She wrote the letter. It was gutsy, self-confident. "I was like, I'm certain that I'm going to be a very successful writer one day and it would be a huge mistake to overlook me now," Zenoz said. "I had to really let them know, I am ready, I plan to have a 4.0 at the next institution I attend."
It worked. She got in, and USC met 100% of her financial need. "I called my mom and my dad first. I was like, 'Look, I did it! This is my redemption.' It just felt like this really great, full arc that I completed."
Winning The Transfer Game: Sammie's Tips
Zenoz said her grades improved when she started paying attention to who was teaching a particular class before signing up. "Every semester, when registration rolls out and they got all those classes and the teachers' names are on them, look them up," she said. "Maybe they have a LinkedIn or something."
She's a big fan of the website Rate My Professors, which Zenoz describes as "Yelp for teachers," though she takes negative reviews with a grain of salt. Zenoz said she avoids professors who seem like they're not prepared or aren't clear about how they grade.
"Signing up for classes is kind of deciding who you want to sit in a room with for 14 weeks for a few hours every week. It's a really important decision," she said.
She also looks out for professors who might become friends and mentors. "That's a potential letter of recommendation, if you're being strategic," Zenoz said.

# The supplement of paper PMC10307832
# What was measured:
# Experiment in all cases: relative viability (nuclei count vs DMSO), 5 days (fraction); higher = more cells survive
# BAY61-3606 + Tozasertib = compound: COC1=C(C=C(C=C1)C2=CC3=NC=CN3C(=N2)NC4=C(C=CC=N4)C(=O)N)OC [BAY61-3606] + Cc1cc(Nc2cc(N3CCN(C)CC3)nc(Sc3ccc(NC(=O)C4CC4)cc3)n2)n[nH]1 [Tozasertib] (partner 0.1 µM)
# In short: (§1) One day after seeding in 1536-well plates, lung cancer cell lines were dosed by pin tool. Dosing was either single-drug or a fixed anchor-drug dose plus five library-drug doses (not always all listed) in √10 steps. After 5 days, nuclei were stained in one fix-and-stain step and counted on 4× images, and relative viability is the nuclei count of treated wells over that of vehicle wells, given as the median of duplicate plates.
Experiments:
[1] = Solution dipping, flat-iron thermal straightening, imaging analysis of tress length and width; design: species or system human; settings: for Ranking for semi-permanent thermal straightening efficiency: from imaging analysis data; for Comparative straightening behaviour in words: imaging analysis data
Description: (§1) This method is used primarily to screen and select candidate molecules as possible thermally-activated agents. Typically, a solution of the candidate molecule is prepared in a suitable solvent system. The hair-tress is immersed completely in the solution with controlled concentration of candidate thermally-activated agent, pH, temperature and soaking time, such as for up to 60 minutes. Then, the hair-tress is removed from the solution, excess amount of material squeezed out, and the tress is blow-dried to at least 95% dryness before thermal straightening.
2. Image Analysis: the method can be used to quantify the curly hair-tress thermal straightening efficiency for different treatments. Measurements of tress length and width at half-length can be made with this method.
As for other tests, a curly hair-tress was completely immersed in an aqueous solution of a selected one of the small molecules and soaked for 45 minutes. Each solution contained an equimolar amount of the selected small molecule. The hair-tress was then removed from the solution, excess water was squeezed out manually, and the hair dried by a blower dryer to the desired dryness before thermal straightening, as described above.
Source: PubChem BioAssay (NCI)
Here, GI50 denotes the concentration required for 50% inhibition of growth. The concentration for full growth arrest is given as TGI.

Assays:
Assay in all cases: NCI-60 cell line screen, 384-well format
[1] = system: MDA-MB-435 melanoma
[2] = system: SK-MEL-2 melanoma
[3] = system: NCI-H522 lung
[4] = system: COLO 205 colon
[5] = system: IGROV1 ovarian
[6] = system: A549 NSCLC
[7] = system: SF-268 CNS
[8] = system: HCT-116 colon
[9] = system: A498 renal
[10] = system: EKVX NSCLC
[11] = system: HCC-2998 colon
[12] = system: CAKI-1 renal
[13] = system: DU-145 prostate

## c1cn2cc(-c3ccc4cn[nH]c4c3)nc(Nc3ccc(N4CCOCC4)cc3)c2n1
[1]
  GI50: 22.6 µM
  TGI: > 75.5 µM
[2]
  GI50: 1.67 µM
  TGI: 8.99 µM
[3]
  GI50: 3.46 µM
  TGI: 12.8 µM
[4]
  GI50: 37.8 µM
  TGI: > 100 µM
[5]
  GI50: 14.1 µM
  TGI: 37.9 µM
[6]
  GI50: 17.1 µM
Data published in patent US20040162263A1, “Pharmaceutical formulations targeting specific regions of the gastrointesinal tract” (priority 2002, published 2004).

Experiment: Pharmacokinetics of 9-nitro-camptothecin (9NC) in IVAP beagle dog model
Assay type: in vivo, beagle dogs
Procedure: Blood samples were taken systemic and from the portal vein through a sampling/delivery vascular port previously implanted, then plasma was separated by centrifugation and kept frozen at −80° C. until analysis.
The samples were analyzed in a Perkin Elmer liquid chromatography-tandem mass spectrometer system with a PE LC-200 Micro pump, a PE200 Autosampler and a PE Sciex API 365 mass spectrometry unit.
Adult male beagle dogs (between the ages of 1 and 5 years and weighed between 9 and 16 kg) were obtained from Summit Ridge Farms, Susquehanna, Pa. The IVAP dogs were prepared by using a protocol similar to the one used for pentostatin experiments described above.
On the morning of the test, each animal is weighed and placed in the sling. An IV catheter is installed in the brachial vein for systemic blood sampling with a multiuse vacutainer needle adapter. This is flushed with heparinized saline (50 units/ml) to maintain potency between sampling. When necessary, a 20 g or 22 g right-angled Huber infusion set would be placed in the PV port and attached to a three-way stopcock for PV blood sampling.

Zenoz also used other online forums where students congregate, like Reddit and College Confidential, to get tips on transferring, and once she got accepted to USC, to learn everything she could about her new campus. "I tried to look to see what extracurriculars they had because I knew I wanted to get involved. I joined all their events pages," she said.
Zenoz now works as a transfer ambassador for USC, helping mentor local community college students who hope to transfer. She said one of the most common concerns she hears is how to make friends and find a community on campus.
At first, Zenoz, who's 32, found the age difference between her and many of the younger students in her classes awkward. "You're like not going to ask an 18-year-old to hang out," she said. But she's gotten over it. "I try not to draw that line and separate myself … because I have a lot in common with them. We're taking the same class. We might have the same dreams. They might be in a high-up position one day and hire me," she said.
Zenoz shared a tip she learned from an acting professor: the "20-year friend." "When you meet somebody, even if they're a stranger, try and treat them like they're a friend that you've had for the last 20 years, with a sense of familiarity and warmth and care," Zenoz said. "It just has this really beautiful effect. People start to warm up to you."
Also, despite thinking that her age made her an exception on campus, Zenoz said she's met lots of non-traditional students like her, including her campus BF. "I think he 20-year friended me."
Zenoz plans to graduate from USC in the fall with a major in creative writing and a double minor in screenwriting and theater. "And I kept my promise, I have a 4.0 GPA," she said. "It just feels really awesome to be that happy."